The doctor can diagnose Diabetic Retinopathy using a test called a fluorescein angiography, this involves the injection of a special dye into your arm. Many pictures will be taken as the dye circulates through your eyes. The doctor can use the images to pinpoint blood vessels that are closed, broken down or leaking fluid. Another test used to diagnose Diabetic Retinopathy is an Optical coherence tomography. This imaging test provides cross-sectional images of the retina that show the thickness of the retina, which will help determine whether fluid has leaked into retinal tissue. Later, OCT exams can be used to monitor how treatment is working.

Treatment for Diabetic Retinopathy

People with the earlier form, non-proliferative diabetic retinopathy may not need treatment. However, they should be closely followed by an eye doctor who is trained to treat diabetic retinopathy.Treatment usually does not reverse damage that has already occurred. However, it can help keep the disease from getting worse. Once your eye doctor notices new blood vessels growing in your retina (neovascularization) or you develop macular edema, treatment is usually needed. Several procedures are often used to treat diabetic retinopathy. Laser eye surgery creates small burns in the retina where there are abnormal blood vessels. This process is called photocoagulation. It is used to keep vessels from leaking or to get rid of abnormal, fragile vessels. Focal laser photocoagulation is used to treat macular edema, and panretinal photocoagulation treats a large area of your retina. Often times more than one Laser treatment is needed. A surgical procedure called vitrectomy is used when there is bleeding into the eye.

 

Central Serous Retinopathy

 

Overview of Central Serous Retinopathy

Central serous retinopathy is a condition characterized by an area or multiple areas of leaking fluid in the macula, the portion of the retina responsible for your detailed vision. The circulation of the retina is supplied by 2 layers of blood vessels, a superficial layer from the retina vessels and a deeper layer from vessels of the underlying choroid. CSR is thought to arise from leakage from the deeper choroidal vessels. The result is a localized accumulation of fluid either under the retina or under the layer of pigment below the retina.

Causes of Central Serous Retinopathy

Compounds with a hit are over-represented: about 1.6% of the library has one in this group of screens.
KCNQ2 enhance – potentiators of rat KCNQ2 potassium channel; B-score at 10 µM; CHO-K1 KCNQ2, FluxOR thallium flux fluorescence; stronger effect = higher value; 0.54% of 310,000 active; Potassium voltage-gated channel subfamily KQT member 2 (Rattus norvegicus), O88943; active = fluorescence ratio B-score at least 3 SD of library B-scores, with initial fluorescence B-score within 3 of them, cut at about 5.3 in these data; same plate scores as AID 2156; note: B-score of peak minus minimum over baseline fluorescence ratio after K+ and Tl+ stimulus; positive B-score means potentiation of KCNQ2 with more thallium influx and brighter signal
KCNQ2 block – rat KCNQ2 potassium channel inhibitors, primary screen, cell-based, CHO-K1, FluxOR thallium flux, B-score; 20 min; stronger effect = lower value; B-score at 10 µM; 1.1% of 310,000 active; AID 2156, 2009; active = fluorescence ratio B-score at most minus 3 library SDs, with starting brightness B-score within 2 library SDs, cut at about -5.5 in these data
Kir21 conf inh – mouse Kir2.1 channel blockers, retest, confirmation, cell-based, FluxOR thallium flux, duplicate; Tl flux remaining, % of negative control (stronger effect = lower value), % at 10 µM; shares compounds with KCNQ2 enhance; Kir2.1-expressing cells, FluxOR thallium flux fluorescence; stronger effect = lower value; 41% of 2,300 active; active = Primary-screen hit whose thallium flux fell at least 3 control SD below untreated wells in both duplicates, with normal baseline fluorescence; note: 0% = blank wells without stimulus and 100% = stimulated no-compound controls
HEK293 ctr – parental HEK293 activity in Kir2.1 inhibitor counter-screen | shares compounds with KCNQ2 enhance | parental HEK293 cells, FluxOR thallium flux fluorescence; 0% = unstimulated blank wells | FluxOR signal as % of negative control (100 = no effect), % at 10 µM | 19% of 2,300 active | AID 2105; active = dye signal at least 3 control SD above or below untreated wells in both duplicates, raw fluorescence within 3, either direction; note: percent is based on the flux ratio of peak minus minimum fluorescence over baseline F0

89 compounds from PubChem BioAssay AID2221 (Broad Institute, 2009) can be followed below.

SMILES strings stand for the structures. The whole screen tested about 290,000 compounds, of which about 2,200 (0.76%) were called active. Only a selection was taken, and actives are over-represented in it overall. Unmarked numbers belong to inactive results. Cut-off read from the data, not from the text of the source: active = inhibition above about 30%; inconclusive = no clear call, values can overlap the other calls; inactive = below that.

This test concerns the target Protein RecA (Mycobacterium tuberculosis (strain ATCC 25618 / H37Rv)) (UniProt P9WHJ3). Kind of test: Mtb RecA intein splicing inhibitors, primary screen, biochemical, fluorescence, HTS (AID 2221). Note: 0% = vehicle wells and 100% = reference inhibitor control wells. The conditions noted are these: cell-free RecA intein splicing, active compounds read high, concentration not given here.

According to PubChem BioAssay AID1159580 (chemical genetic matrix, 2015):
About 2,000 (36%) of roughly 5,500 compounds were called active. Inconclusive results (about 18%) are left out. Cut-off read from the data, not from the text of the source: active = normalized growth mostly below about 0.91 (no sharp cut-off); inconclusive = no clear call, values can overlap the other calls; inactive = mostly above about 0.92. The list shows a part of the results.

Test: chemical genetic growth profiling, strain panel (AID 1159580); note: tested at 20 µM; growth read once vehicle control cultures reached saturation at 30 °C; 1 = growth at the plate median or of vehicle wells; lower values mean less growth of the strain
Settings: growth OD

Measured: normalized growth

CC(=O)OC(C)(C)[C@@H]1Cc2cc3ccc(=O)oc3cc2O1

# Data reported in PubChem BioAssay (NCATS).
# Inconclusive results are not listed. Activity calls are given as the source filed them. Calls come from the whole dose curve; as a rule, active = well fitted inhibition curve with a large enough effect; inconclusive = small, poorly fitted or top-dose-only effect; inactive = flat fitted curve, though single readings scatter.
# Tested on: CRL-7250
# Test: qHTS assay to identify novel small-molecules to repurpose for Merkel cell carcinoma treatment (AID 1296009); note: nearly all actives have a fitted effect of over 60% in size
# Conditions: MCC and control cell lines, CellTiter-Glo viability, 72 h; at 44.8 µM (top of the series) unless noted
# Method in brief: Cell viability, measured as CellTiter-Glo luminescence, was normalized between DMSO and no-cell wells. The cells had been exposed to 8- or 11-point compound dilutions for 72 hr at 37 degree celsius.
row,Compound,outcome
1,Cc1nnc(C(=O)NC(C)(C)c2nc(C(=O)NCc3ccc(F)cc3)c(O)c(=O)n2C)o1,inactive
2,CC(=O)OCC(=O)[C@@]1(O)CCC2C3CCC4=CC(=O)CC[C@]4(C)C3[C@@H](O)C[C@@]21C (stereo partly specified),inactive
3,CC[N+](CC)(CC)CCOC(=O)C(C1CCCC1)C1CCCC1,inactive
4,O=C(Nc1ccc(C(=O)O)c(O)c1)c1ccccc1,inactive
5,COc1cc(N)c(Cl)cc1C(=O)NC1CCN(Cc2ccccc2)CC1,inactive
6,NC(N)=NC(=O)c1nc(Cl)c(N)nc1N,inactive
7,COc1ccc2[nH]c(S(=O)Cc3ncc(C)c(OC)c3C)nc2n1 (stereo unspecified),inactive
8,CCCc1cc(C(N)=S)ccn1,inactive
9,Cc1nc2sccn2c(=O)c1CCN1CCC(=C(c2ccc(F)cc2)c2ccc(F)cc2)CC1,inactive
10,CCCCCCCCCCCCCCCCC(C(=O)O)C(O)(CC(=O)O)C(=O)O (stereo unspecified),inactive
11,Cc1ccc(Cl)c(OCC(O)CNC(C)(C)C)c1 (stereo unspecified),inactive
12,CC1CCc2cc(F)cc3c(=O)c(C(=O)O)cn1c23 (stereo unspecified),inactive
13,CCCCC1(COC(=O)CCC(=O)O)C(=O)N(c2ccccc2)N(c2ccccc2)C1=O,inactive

The precise cause of CSR is not completely understood; however, most clinicians believe that stress plays a role in some patients. During periods of physical or emotional stress, your body releases steroid hormones to adapt itself to the demands of stress. It follows that we also encounter CSR in patients taking steroid medications as well as during pregnancy. There is no association of CSR to systemic diseases.

Symptoms of Central Serous Retinopathy

Symptoms are usually a mild painless decrease in vision or a blind spot in the field of vision. This condition can occur in both eyes, but typically presents in one eye at a given time. The good news about CSR is that it usually will resolve on its own, often within a few months. Better than 95% of patients will improve to their previous level of vision, although some patients may still notice a persisting blind spot even if the leakage has resolved. Sometimes CSR can occur unnoticed by the patient until it happens again in an area of the macula where it is more easily noticed. About half of all patients with CSR will experience a recurrence of the condition.

Prognosis for Central Serous Retinopathy

About 5% of patients have a poorer outcome which may include significant changes to the pigment underlying the retina, the growth of abnormal new blood vessels, or the development of scar tissue. However, it should be emphasized that the vast majority of patients have complete resolution of leakage with recovery of vision at or near their previous level.

Diagnosis of Central Serous Retinopathy

CSR is often diagnosed clinically, which means it is identified by characteristic findings from your eye exam and from routine in-office imaging of the retina and its blood vessels. These studies are useful not only in diagnosing your condition but also in following its course over time.

Treatment for Central Serous Retinopathy

Laser treatment to the area of leakage is often effective in reducing the accumulation of fluid under the retina. However, since the overall prognosis is good without treatment, laser is usually reserved for special circumstances such as occupational needs, persistent leakage, or eyes with changes to the underlying pigment layer beneath the retina.

Under any circumstance it is preferable to avoid emotional stress when possible; however, it is obvious that this is not always possible. Exercise and diet have not been proven to be either helpful or harmful. Ultimately, time is your best ally, as CSR is a condition that generally resolves on its own without any intervention. Topical anti-inflammatory agents can also be used at times. Of course, careful follow up with your retina specialist will be helpful in the proper management of this condition.

 

 

For additional information regaurding conditions treated by Chesapeake Retina Center you can use these links:  

Macular Degeneration

http://webmd.com/eye-health/macular-degeneration/default.htm

Branch Retinal Vein Occlusions                             

http://medscape.com/article/1223498-overview 

Central Vein Occlusions      

http://medscape.com/article/1223746-overview

Central Serous Retinopathy                                  

http://www.medscape.com/viewarticle/582924

Cystoid Macular Edema     

http://blogs.webmd.com/eye-on-vision/labels/cataract.html

Diabetic Retinopathy   

http://www.nei.nih.gov/health/diabetic/retinopathy.asp

Retinal Detachment

http://www.nei.nih.gov/health/retinal/retinaldetach/

Macular Holes

http://www.nei.nih.gov/health/macularhole/macularhole.asp

Macular Pucker

http://www.nei.nih.gov/health/pucker/index.asp